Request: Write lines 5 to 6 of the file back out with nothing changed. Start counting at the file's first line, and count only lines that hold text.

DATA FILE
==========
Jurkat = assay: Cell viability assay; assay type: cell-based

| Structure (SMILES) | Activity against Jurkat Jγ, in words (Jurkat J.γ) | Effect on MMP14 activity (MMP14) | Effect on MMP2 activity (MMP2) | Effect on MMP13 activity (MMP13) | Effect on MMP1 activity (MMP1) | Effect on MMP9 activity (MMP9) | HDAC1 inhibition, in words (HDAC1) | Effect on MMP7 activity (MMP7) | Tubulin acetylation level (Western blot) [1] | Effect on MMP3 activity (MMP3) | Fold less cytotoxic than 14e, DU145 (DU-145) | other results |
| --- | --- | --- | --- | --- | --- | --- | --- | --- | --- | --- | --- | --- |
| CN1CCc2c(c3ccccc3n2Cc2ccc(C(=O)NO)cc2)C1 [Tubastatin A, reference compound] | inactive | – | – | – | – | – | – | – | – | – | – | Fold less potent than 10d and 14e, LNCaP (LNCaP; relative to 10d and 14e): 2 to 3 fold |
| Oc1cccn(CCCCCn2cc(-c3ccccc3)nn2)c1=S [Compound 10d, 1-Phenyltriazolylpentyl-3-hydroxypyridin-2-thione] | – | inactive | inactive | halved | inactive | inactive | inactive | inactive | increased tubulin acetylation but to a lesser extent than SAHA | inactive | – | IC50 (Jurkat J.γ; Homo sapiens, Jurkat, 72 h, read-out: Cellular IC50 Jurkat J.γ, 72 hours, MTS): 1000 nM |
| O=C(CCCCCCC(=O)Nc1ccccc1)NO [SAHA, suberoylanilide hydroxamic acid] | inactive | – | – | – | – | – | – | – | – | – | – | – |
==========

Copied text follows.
| Oc1cccn(CCCCCn2cc(-c3ccccc3)nn2)c1=S [Compound 10d, 1-Phenyltriazolylpentyl-3-hydroxypyridin-2-thione] | – | inactive | inactive | halved | inactive | inactive | inactive | inactive | increased tubulin acetylation but to a lesser extent than SAHA | inactive | – | IC50 (Jurkat J.γ; Homo sapiens, Jurkat, 72 h, read-out: Cellular IC50 Jurkat J.γ, 72 hours, MTS): 1000 nM |
| O=C(CCCCCCC(=O)Nc1ccccc1)NO [SAHA, suberoylanilide hydroxamic acid] | inactive | – | – | – | – | – | – | – | – | – | – | – |